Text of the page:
Australian firm Latitude Financial Services refuses to pay Ransomware Demand

Cyber Security, Newsletter

Australian based financial services company Latitude Financial Services has announced its refusal to pay the ransom demanded by the cyber criminals responsible for the recent attack on the company’s systems. This decision comes in the aftermath of one of Australia’s largest data breaches, which effected nearly 14 million Australian and New Zealand drivers’ license numbers. Latitude’s stance aligns with the Australian Government’s policy of not paying ransom demands to cyber criminals, believing that doing so would be detrimental to customers and could encourage further cyber attacks.

The Australian Federal Police are currently investigating the attack, and Latitude is collaborating with cyber security experts in the region to ensure the safety of their customers’ data. Despite the severity of the breach, Latitude remains confident that they will soon restore regular business operations, likely though backups that the business had of their company data. The company’s primary customer contact centre is already back online and operating at full capacity.

Latitude CEO Bob Delan shared in a statement to the ASX (Australian Securities Exchange), “Our priority remains on contacting every customer whose personal information was compromised and supporting them through this process.” Delan apologised for the distress caused by the cyber attack and expressed hope in regaining customer trust. In the meantime, Latitude’s teams are working on safely restoring IT systems, bringing staffing levels back to full capacity, enhancing security protections, and returning to normal operations.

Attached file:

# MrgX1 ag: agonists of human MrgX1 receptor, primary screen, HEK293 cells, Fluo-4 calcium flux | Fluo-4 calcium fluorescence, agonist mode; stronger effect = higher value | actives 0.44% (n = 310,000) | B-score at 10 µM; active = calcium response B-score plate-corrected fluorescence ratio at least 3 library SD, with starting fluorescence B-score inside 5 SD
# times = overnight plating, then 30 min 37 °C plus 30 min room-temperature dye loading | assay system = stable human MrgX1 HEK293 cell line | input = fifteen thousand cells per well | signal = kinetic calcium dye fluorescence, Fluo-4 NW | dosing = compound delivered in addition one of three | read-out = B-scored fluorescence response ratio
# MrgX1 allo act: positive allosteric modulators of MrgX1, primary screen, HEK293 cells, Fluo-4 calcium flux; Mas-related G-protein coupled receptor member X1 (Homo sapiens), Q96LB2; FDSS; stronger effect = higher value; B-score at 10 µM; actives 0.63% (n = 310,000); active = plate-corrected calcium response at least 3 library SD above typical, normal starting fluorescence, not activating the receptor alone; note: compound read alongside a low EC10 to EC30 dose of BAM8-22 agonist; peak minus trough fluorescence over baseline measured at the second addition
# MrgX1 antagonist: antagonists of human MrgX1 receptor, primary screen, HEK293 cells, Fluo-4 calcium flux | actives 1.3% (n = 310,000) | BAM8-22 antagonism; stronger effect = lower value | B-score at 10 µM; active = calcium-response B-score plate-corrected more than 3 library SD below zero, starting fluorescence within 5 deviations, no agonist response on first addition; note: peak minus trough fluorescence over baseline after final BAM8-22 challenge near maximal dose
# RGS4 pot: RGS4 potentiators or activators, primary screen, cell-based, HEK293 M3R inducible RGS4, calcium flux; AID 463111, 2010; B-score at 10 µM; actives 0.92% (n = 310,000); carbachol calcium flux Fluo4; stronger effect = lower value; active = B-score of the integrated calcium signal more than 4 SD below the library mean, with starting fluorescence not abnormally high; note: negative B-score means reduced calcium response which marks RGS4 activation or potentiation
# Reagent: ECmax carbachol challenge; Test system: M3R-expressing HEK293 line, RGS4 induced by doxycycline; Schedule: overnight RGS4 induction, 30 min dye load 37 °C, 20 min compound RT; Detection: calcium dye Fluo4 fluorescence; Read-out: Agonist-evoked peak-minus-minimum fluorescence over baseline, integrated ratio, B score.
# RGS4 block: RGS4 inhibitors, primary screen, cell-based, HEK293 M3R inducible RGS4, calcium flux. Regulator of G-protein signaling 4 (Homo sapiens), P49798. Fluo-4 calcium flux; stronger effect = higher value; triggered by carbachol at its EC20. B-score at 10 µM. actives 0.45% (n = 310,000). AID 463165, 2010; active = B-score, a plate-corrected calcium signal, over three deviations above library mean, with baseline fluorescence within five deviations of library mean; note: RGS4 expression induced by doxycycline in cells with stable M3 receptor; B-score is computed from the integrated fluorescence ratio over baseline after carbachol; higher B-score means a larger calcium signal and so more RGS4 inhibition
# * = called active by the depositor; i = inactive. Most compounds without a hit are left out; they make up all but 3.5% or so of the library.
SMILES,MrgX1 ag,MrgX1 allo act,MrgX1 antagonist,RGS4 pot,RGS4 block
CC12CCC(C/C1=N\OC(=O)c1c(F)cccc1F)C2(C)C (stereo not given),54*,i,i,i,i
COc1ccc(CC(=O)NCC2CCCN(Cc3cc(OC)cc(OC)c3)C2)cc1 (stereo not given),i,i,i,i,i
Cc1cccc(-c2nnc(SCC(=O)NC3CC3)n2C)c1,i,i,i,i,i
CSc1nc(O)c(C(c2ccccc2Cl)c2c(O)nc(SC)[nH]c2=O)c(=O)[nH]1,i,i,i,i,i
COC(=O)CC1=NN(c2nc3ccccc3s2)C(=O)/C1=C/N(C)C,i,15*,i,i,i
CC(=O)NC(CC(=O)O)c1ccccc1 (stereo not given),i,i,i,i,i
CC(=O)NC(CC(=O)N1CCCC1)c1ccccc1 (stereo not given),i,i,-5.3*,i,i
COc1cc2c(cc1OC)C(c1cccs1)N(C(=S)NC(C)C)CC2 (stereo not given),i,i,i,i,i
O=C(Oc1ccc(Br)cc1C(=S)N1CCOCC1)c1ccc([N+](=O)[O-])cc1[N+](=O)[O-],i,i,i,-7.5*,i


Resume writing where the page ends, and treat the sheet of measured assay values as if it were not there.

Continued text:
Home Affairs Minister Clare O’Neil revealed that recent cyber attacks on Optus, Medibank, and Latitude Financial were just the beginning. The government is ensuring they have the security tools and processes in place to protect against more significant breaches that could potentially disrupt critical infrastructure assets like water supply and electricity grid. To address this, O’Neil is proposing a series of ‘war-gaming exercises’ to assess the cyber readiness of some of these services, as well as banks and financial institutions. These exercises will evaluate their ability to respond to attacks that could potentially impact the lives of millions of Australians.

Here at One2Call we work with businesses to ensure that they have the Highest Level of Cyber Security to protect you from the ever evolving Cyber Security threats. Our Endpoint Detection & Response solution actively protects your business from evolving Cyber Security threats, including Ransomware attacks, before anti-virus can even register them. EDR does this by using artificial intelligence to proactively monitor your endpoints and protect them from unusual activity and malicious attacks on your business. If you would like to find out more about how One2Call can protect your business from Ransomware attacks, including having a comprehensive 3, 2, 1 Backup Solution in place, reach out to us to find out more.

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